Project End
Budget Start
Budget End
Support Year
21
Fiscal Year
2011
Total Cost
$735,207
Indirect Cost
Name
U.S. National Institute of Mental Health
Department
Type
DUNS #
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Zip Code
Power, Jonathan D; Plitt, Mark; Gotts, Stephen J et al. (2018) Ridding fMRI data of motion-related influences: Removal of signals with distinct spatial and physical bases in multiecho data. Proc Natl Acad Sci U S A 115:E2105-E2114
Stevens, W Dale; Kravitz, Dwight J; Peng, Cynthia S et al. (2017) Privileged Functional Connectivity between the Visual Word Form Area and the Language System. J Neurosci 37:5288-5297
Power, Jonathan D; Laumann, Timothy O; Plitt, Mark et al. (2017) On Global fMRI Signals and Simulations. Trends Cogn Sci 21:911-913
Avery, Jason A; Gotts, Stephen J; Kerr, Kara L et al. (2017) Convergent gustatory and viscerosensory processing in the human dorsal mid-insula. Hum Brain Mapp 38:2150-2164
Power, Jonathan D; Plitt, Mark; Laumann, Timothy O et al. (2017) Sources and implications of whole-brain fMRI signals in humans. Neuroimage 146:609-625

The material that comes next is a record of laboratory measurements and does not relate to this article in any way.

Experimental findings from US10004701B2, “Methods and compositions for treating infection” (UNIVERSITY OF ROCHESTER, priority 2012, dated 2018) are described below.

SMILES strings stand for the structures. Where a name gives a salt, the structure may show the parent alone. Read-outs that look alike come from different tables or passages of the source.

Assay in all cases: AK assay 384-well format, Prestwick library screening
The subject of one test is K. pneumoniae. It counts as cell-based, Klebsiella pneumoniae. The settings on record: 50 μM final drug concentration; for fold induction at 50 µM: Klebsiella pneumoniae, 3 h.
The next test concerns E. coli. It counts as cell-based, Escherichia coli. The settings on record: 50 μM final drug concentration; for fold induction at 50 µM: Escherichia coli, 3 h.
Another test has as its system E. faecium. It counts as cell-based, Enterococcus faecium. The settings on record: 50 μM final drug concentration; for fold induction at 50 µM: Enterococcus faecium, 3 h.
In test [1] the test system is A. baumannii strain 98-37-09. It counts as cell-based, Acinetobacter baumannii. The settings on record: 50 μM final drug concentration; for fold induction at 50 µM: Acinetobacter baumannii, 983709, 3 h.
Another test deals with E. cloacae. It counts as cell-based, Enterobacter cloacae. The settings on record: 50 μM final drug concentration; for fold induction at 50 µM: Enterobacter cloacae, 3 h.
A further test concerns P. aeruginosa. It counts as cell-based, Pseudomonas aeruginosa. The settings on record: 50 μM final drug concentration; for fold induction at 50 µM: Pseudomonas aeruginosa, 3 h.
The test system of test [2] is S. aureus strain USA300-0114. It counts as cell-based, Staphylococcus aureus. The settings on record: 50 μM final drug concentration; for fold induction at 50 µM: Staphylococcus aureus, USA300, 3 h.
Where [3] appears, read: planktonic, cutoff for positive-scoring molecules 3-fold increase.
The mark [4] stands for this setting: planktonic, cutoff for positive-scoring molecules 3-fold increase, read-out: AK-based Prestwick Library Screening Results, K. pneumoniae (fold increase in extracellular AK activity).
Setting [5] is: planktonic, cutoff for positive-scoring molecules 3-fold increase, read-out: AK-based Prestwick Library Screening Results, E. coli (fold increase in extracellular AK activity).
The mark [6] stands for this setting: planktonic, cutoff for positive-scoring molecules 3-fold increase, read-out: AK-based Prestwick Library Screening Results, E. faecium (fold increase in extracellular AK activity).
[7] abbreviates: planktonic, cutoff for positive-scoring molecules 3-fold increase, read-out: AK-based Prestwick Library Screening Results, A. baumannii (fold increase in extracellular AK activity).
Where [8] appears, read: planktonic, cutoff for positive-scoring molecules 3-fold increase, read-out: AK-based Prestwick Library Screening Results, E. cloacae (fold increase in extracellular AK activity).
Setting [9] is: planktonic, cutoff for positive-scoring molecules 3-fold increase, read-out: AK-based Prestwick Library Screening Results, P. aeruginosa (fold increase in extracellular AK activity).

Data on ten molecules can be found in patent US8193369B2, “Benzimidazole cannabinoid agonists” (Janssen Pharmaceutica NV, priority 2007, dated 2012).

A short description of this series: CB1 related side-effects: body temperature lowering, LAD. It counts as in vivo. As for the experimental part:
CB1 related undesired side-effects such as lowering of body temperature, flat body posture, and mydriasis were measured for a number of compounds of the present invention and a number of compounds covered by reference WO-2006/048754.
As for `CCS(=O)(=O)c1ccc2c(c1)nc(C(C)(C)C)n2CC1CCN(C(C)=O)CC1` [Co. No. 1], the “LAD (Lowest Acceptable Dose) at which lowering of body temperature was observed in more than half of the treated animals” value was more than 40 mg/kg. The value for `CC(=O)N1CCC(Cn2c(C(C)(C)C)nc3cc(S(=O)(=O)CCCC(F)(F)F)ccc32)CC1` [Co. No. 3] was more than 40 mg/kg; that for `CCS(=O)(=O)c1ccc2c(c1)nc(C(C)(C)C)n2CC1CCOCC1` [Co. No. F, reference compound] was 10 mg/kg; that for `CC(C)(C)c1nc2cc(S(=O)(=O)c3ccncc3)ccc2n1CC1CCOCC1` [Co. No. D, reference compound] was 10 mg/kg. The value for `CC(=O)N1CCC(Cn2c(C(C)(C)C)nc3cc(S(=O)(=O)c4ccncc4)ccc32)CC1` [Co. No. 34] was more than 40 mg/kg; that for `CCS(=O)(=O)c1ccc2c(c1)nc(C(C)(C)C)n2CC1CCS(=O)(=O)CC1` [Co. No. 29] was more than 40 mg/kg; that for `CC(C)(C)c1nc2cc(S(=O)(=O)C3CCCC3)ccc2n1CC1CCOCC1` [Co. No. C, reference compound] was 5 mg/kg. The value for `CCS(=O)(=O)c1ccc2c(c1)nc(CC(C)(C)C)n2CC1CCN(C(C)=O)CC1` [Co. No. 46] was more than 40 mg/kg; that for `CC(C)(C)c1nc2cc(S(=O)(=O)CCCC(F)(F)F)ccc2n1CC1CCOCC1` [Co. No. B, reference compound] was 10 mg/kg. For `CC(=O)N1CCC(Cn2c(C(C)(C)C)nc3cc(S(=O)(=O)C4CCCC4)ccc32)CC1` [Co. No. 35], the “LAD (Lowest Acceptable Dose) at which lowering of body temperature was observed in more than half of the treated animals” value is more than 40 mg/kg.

Mellem, Monika S; Wohltjen, Sophie; Gotts, Stephen J et al. (2017) Intrinsic frequency biases and profiles across human cortex. J Neurophysiol 118:2853-2864
Martin, Alex (2016) GRAPES-Grounding representations in action, perception, and emotion systems: How object properties and categories are represented in the human brain. Psychon Bull Rev 23:979-90
Mellem, Monika S; Jasmin, Kyle M; Peng, Cynthia et al. (2016) Sentence processing in anterior superior temporal cortex shows a social-emotional bias. Neuropsychologia 89:217-224
Vattikuti, Shashaank; Thangaraj, Phyllis; Xie, Hua W et al. (2016) Canonical Cortical Circuit Model Explains Rivalry, Intermittent Rivalry, and Rivalry Memory. PLoS Comput Biol 12:e1004903
Meoded, Avner; Morrissette, Arthur E; Katipally, Rohan et al. (2015) Cerebro-cerebellar connectivity is increased in primary lateral sclerosis. Neuroimage Clin 7:288-96